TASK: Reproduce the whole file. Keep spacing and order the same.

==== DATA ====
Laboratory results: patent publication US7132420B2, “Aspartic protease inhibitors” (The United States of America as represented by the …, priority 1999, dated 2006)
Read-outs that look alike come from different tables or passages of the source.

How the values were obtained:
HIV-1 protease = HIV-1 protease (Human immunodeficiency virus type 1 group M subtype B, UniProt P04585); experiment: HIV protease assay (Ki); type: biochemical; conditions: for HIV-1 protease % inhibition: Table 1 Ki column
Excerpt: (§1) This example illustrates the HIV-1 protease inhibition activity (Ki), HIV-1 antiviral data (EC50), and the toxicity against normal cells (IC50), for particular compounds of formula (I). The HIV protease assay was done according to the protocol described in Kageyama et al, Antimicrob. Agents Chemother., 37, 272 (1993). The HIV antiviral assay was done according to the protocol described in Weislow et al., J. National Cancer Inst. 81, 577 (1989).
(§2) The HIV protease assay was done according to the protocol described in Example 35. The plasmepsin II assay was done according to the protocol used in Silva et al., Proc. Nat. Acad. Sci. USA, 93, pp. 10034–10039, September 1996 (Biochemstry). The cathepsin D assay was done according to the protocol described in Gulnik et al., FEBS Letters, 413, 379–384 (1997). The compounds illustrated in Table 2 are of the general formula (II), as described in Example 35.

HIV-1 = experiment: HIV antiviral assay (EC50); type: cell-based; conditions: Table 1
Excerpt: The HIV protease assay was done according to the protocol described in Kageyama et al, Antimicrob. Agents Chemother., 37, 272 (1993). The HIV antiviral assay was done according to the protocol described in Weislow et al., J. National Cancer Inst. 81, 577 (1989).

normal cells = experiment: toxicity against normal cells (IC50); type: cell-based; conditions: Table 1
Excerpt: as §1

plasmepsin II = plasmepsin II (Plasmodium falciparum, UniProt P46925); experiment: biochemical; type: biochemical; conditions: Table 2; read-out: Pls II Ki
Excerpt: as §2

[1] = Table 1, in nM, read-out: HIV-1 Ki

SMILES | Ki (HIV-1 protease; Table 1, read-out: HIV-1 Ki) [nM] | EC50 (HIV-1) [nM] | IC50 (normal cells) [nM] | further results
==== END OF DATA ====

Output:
Laboratory results: patent publication US7132420B2, “Aspartic protease inhibitors” (The United States of America as represented by the …, priority 1999, dated 2006)
Read-outs that look alike come from different tables or passages of the source.

How the values were obtained:
HIV-1 protease = HIV-1 protease (Human immunodeficiency virus type 1 group M subtype B, UniProt P04585); experiment: HIV protease assay (Ki); type: biochemical; conditions: for HIV-1 protease % inhibition: Table 1 Ki column
Excerpt: (§1) This example illustrates the HIV-1 protease inhibition activity (Ki), HIV-1 antiviral data (EC50), and the toxicity against normal cells (IC50), for particular compounds of formula (I). The HIV protease assay was done according to the protocol described in Kageyama et al, Antimicrob. Agents Chemother., 37, 272 (1993). The HIV antiviral assay was done according to the protocol described in Weislow et al., J. National Cancer Inst. 81, 577 (1989).
(§2) The HIV protease assay was done according to the protocol described in Example 35. The plasmepsin II assay was done according to the protocol used in Silva et al., Proc. Nat. Acad. Sci. USA, 93, pp. 10034–10039, September 1996 (Biochemstry). The cathepsin D assay was done according to the protocol described in Gulnik et al., FEBS Letters, 413, 379–384 (1997). The compounds illustrated in Table 2 are of the general formula (II), as described in Example 35.

HIV-1 = experiment: HIV antiviral assay (EC50); type: cell-based; conditions: Table 1
Excerpt: The HIV protease assay was done according to the protocol described in Kageyama et al, Antimicrob. Agents Chemother., 37, 272 (1993). The HIV antiviral assay was done according to the protocol described in Weislow et al., J. National Cancer Inst. 81, 577 (1989).

normal cells = experiment: toxicity against normal cells (IC50); type: cell-based; conditions: Table 1
Excerpt: as §1

plasmepsin II = plasmepsin II (Plasmodium falciparum, UniProt P46925); experiment: biochemical; type: biochemical; conditions: Table 2; read-out: Pls II Ki
Excerpt: as §2

[1] = Table 1, in nM, read-out: HIV-1 Ki

SMILES | Ki (HIV-1 protease; Table 1, read-out: HIV-1 Ki) [nM] | EC50 (HIV-1) [nM] | IC50 (normal cells) [nM] | further results